TEN years later and I’ll always love you.

January 30, 2021

We all have parents, obviously.

Relationships vary and we observe and compare our connection with our parents to others, as we get older and grow in life. For mothers some are your best friend. They are compassionate, brave, protective and nourishing to the core. Others may have mothers that you never have that connection with, they don’t seem to care, they aren’t nourishing and they are flat out toxic. As for some, we have mothers that battle something bigger than they can control. Whatever that “bigger “may be, it will forever have a profound impact on you and the relationship you could’ve had and deserved. The loss of a mother, especially at a young age, is something no one wants to experience.

I am speaking for myself on this one, we all wish and desire our mothers support, guidance and friendship from birth until old age.

My siblings and I were children of a mother that couldn’t overcome addiction. My mother Christina Lyn, who went by Christy had a heart of gold. She was one of those people who others just LOVED. She was fun, adventurous and outgoing. Growing up she loved life, had several friends, absolutely loved animals (must be where we all get it from) and worked hard. At one point, she proudly owned her own dog grooming business in Pickerington, OH. Unfortunately, prior to my birth she got involved with drugs and I know she would’ve never got involved with drugs, if she knew the outcome and the life struggles that lied ahead. As many know, there are so many different things one can become addicted to. The unknowns are the various ways it can affect an individual.

My mother was a non-functioning addict. She would have to be completely clean and off of drugs or alcohol to be a good mother, daughter, sister, friend and employee. At a very young age, her addiction ultimately led to her losing custody of her daughters.  My mother suffered with mental illness and used drugs as a way to numb her thoughts and feelings. As I grew up, I witnessed that addiction was bigger than her. She was absent and most of times not a good person to be around.

Unfortunately, addiction is something that most of us are far too familiar with. One thing I passionately express to those that do not understand addicts, at one time in their life they WERE NOT AN ADDICT. They work hard, love hard and would not put you through the tragedy that they do/did. The addiction becomes bigger than them and they are not who they once were. However, the love you have for an addict doesn’t ever change, it ultimately transforms to hurt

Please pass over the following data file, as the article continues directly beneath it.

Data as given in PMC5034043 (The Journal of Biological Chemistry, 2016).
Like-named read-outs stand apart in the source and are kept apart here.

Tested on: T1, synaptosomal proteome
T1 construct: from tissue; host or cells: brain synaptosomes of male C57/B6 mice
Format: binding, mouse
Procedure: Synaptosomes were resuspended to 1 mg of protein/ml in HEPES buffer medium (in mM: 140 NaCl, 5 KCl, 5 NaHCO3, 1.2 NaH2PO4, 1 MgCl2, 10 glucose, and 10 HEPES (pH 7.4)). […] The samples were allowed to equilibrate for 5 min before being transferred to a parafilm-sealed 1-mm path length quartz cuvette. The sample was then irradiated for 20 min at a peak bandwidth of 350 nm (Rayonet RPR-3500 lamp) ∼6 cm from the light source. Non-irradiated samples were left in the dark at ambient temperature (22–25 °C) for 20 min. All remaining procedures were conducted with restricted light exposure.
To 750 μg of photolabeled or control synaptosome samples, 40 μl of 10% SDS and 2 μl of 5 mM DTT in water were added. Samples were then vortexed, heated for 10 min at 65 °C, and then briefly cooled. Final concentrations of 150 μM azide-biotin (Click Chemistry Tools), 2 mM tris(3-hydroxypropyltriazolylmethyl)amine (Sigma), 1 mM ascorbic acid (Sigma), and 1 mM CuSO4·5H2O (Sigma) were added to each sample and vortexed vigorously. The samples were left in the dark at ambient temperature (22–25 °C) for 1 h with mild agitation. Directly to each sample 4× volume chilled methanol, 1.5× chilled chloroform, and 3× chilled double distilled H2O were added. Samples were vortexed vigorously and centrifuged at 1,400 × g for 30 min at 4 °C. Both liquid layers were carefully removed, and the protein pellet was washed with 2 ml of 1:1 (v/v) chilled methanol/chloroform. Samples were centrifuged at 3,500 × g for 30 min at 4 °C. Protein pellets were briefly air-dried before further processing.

For myself, I never had the mother I deserved, wanted or craved.

One thing I am certain about is my mother loved her daughters. She was there every single time she was able overcome and battle the demons she fought. She showed us her frustration, sadness and her own disappointment in her decisions. Now as an adult, I look back and know that she wanted more than anything to be clean and be here for her girls.

February 2nd, 2021 marks 10 years since she lost her battle with addiction and was taken off life support. This is a time in my life that will be forever engraved in me. In honor of my mother, I made a promise to myself to be the mother she always wanted to be. I created this space to help support others and to show you everyone has their own battles. You may feel like you are alone and down in the trenches. You are not alone and will not be judged!  I am here to share my life stories to help you overcome and be determined to rise above. My goal is to assist and support others through the power of healing messages and love.  I found my faith in God around 4 years ago and I believe he is using me to help you.



  • I chose to deal with my hard feelings and to cope.
  • I chose not take the easy way out and numb myself to get by.
  • I chose to be strong for my children
  • I chose to make decisions that will not take over my life.
  • I chose to understand that my mother and others suffer from mental illness and addiction.
  • I chose not to be closed- minded and judge my mother and others as addicts.
  • I chose to keep my head up and only look forward

My hope is you can too. 


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